"Holy Holy men in black, doing all they could to hold you back

And they told you these were the best days of your life

They got you young, they got you good

Worked their way inside your skull

And got their hooks in

And they hooked you up good and tight"

 

This is followed by Mick treating us to what I can describe as an real Dublin-folk tinged song ‘I Remember The Rare ‘Aul Times’ – this feels personal – it’s like he’s writing about his own life and people he’s met in it – and it’s more authentic because of that. Having spent many years in Dublin this one resonated with me – but it could be any city…it’s so vivid you can picture it – the arguing couple waking you up at night – the street-seller flogging apples from a baby’s pram.

 

This is followed by another powerful ballad, ‘Me And You’, almost sounding like a collaboration between Shane McGowan and Nick Cave, with piano, hints of harmonica, and darkly voiced – this is probably his best singing and the arrangements are spot on.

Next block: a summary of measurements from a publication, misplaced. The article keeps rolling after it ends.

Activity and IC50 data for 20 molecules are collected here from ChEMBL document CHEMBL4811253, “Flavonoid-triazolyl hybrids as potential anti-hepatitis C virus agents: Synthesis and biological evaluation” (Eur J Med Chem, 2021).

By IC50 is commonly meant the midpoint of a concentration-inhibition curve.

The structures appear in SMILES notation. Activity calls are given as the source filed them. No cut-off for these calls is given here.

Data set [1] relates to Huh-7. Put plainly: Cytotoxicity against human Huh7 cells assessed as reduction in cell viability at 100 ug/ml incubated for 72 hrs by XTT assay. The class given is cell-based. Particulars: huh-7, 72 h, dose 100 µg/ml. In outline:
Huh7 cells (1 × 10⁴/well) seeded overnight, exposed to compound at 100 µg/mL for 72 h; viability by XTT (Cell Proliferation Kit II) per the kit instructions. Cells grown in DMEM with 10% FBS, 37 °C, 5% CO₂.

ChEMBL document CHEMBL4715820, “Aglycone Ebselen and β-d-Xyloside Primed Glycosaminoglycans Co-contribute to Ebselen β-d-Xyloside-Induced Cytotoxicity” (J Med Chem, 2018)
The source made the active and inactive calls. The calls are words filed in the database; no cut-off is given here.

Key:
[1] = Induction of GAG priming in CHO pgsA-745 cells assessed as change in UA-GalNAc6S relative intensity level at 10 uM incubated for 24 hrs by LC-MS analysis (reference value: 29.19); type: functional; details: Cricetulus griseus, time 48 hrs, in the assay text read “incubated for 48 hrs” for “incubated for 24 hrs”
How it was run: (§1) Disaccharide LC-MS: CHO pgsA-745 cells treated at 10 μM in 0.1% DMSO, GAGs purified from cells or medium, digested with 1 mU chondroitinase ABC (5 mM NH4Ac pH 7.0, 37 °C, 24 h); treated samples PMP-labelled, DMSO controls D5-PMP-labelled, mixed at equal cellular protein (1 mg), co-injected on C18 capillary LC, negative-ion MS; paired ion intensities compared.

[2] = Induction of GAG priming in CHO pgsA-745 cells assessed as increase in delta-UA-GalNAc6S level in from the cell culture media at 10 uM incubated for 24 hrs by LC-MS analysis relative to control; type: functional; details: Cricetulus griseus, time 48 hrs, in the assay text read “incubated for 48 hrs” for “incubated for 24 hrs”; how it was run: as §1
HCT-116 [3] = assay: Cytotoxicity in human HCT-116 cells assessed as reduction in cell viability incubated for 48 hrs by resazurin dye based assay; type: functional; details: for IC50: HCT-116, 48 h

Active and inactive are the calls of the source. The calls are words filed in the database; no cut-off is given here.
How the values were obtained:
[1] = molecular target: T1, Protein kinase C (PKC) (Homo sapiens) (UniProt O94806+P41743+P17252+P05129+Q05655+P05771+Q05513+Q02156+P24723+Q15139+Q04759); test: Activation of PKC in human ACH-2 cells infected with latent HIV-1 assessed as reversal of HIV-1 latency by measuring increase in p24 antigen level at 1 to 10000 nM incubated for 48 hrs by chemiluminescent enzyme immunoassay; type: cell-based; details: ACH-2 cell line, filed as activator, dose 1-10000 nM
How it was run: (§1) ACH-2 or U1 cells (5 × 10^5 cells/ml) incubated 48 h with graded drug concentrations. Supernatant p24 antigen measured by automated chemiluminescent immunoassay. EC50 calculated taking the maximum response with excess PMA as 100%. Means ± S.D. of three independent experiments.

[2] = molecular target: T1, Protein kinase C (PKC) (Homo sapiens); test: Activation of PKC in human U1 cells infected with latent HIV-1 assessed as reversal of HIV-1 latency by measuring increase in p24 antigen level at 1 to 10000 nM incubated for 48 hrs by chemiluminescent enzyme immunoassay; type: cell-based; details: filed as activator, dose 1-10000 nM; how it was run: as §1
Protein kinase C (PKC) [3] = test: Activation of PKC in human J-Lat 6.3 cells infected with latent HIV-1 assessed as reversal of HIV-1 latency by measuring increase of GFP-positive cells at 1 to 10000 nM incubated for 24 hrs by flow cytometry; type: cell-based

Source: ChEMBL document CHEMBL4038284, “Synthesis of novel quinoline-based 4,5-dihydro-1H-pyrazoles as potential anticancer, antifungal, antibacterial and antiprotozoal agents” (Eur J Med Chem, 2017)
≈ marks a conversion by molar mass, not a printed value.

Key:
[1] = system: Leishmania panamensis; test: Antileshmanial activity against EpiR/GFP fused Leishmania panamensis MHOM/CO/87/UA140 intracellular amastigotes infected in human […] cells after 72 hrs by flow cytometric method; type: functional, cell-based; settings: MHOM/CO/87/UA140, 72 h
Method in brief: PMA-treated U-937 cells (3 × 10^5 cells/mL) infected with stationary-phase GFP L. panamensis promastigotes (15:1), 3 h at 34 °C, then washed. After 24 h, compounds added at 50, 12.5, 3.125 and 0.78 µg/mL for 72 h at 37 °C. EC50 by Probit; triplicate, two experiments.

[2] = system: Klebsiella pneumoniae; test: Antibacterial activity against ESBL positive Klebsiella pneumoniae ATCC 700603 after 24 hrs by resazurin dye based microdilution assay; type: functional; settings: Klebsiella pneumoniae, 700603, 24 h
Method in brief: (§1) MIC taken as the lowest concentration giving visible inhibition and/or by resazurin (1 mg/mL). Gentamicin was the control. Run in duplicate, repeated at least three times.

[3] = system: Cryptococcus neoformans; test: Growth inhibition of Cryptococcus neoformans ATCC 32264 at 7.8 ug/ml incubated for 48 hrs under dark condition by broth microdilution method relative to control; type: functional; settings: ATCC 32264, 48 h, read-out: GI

Mick strikes me on this album as being an artist who wants to move on but is still rooted in his past; he’s inspired by his memories but there’s a restlessness to him that makes him interesting and worth listening to. I’m glad to have had a chance to live in his world for a while…

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 Hot Press   Oct 2011

 

Review by Edwin McFee

Small Town Trouble

Brady’s Latest Offering Is Another Understated Gem

 

Boasting a voice reminiscent of Dire Straits’ Mark Knopfler, Mick Brady’s latest effort Small Town Trouble tells tales of romance, religion and real life.

 

It’s a record that is at its best when it’s at its most truthful (Men In Black). Throughout this nine-song folksy, country-tinged LP, the songwriter’s refusal to over-complicate things with needless embellishments or over-enthusiastic musical flourishes helps make the likes of Six O’Clock Sun and Me And You sound all the more potent.

 

In this case less really is more.

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Review by Quico Reed for Songramp

 

"I've gotten a little addicted to Small Town Trouble...it sure makes great driving music and the sound is spectacular in my opinion.  Comparing this to other bands may not do the album justice, but it reminded me of bands like Dire Straits and the Kinks.  However, this album stands totally on its own.